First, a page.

Among the services Prodigy provided was the ability to purchase airline tickets, which was a remarkable convenience at the time. This screen shows one such outlet on Prodigy called Eaasy/QuickTix. Prior to online services like Prodigy, you needed to acquire tickets through a travel agency by physically visiting an office or actually talking to a human over the telephone. Ghastly, right?

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Sharp Wizard advertisement

Here’s another advertisement designed by Whetzel—this time for the Sharp Wizard pocket organizer. Prodigy’s system of vector graphics produced bright, bold illustrations that, while lacking in detail, were quick to download and smoothly scalable to any resolution.

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Grolier's Academic American Encyclopedia

One of the most popular features on Prodigy—especially among school-age kids—was access to an online encyclopedia. Imagine: Instead of having to drive to a library and look in a book, you could sit in your own home, type in a phrase, and instantly receive information about the topic on your computer. As quaint as it seems now, it was a mind-blowing capability at the time. (It made writing my history reports so much easier.)

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Baby-Sitters Club

This is one of the most interesting screens Jim Carpenter extracted from a STAGE.DAT file we received from an ex-Prodigy user. I’m slightly mystified by its exact meaning, but it appears to be a date book and reminder service on Prodigy that was tied into the popular Baby-Sitters Club series of youth novels. It's like a primitive Apple Siri, but rendered over dial-up. Uncovering forgotten capabilities like this is one of the main reasons Carpenter and I want to preserve information about Prodigy.

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IBM PS/2 Ad, Part 1

Here we see another vector advertising masterpiece created by Whetzel for Prodigy back in the early 1990s. This was part of a multi-page animated campaign for IBM PS/2 computers. Since IBM co-owned the service, the company often bundled the Prodigy client software and co-promoted the service with its PCs.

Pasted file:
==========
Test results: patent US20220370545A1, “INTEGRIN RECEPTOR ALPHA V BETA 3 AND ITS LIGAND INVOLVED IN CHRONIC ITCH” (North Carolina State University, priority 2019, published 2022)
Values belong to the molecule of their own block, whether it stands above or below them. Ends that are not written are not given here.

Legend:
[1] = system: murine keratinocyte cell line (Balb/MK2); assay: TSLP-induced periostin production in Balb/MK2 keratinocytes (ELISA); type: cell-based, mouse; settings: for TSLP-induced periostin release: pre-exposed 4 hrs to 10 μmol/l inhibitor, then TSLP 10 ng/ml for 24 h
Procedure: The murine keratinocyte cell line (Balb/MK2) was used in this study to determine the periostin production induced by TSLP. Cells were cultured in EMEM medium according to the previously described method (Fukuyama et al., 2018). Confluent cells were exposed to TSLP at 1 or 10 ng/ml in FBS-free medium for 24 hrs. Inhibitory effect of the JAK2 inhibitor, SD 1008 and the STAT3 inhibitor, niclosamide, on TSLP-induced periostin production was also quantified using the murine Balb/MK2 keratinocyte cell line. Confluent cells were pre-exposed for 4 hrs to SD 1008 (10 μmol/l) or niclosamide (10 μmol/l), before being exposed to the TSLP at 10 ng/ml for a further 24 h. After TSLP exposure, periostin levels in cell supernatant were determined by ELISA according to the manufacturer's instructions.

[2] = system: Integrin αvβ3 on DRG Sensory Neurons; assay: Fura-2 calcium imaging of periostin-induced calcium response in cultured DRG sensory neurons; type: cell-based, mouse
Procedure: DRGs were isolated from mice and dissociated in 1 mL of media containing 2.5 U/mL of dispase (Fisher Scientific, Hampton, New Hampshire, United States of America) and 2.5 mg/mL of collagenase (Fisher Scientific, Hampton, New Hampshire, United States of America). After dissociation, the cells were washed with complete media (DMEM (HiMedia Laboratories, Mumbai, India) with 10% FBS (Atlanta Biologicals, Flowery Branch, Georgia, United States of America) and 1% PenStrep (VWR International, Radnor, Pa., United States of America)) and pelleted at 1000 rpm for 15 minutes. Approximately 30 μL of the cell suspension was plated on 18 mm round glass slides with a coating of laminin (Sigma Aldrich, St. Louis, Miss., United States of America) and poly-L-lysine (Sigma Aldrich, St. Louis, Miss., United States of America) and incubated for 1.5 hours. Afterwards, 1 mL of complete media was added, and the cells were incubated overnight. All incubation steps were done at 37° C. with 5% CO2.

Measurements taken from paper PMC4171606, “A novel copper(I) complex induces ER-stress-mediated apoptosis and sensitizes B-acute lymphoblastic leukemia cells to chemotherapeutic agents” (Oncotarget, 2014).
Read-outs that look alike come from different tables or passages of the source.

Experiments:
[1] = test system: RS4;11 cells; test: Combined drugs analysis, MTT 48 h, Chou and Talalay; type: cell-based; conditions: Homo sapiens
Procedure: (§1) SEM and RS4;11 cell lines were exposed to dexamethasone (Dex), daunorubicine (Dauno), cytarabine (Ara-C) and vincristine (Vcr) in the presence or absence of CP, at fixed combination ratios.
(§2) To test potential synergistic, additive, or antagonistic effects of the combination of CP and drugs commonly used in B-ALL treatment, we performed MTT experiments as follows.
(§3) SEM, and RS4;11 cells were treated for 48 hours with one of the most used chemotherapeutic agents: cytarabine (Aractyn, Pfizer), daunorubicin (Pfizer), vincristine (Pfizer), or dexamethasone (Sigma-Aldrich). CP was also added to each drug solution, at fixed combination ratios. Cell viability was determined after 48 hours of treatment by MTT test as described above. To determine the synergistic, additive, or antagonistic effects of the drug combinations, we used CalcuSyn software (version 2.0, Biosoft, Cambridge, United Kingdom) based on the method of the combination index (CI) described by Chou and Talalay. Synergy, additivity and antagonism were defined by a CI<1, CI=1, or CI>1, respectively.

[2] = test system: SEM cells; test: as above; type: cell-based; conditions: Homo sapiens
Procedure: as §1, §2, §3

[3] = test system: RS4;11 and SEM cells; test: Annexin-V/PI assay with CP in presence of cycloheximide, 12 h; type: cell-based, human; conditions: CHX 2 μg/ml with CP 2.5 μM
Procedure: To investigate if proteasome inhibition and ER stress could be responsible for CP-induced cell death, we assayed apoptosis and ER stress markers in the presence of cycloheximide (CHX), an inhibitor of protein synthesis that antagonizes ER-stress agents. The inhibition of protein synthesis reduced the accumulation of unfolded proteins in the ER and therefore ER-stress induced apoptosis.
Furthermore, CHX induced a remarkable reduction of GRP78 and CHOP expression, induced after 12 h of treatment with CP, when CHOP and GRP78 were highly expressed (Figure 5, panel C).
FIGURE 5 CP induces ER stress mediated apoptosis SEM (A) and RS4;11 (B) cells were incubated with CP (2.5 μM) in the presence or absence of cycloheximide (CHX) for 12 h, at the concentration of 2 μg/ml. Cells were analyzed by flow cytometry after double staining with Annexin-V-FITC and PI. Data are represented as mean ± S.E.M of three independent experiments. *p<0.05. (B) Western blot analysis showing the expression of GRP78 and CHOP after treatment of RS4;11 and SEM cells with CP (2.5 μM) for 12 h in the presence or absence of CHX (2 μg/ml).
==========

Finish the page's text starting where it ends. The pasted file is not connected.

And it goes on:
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IBM PS/2 Ad, Part 2

After a few screens illustrating how fast IBM PS/2 computers were (including the previous slide), the user would end up on this page of the IBM advertisement, welcoming them to the Nineties—as in both the decade and the PS/2 model numbers. Such an intimate, revealing slice of vintage digital culture would otherwise be lost if people like Whetzel had not taken the time to archive it. It makes you wonder about the tens of thousands of Prodigy pages that haven’t been saved or recovered—priceless digital artifacts and artworks that have been potentially been lost to the sands of time.

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Logging off

Here’s another rare extracted page from a STAGE.DAT file, and it’s an important one: the logoff screen—what users would see when leaving the service. It mentions promos for Sesame Street (imagine what that must have looked like), the aforementioned Baby-Sitters Club, and 9600bps service “for NO extra monthly fee!” Even cooler is the ad for 1993 minivans at the bottom of the page.

Yes, Prodigy was a unique capsule of digital artistry that, aside from this handful of screens, some black-and-white photos in books, and roughly a hundred other screens we have recovered, has completely been wiped from history up to this point. If you feel you can help with this recovery in any way (especially if you have an old Prodigy client installation sitting around), please send me an email.